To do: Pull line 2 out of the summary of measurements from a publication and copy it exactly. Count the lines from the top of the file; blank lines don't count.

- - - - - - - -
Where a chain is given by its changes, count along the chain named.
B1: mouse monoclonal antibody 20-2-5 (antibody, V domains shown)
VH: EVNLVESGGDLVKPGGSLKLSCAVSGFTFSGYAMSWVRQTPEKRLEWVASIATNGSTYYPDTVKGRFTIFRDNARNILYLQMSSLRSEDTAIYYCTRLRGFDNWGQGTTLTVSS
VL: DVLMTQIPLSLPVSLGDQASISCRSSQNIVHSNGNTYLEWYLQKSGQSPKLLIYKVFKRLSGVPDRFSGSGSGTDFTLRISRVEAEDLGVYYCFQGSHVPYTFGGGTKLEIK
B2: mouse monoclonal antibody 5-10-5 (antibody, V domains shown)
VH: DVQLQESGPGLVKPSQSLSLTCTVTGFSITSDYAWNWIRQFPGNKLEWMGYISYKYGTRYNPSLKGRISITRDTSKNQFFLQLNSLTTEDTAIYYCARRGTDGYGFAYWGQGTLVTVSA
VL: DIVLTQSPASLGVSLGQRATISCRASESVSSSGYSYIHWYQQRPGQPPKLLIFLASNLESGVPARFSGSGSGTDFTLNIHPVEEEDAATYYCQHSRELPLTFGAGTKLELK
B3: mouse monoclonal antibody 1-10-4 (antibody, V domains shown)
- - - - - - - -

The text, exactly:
B1: mouse monoclonal antibody 20-2-5 (antibody, V domains shown)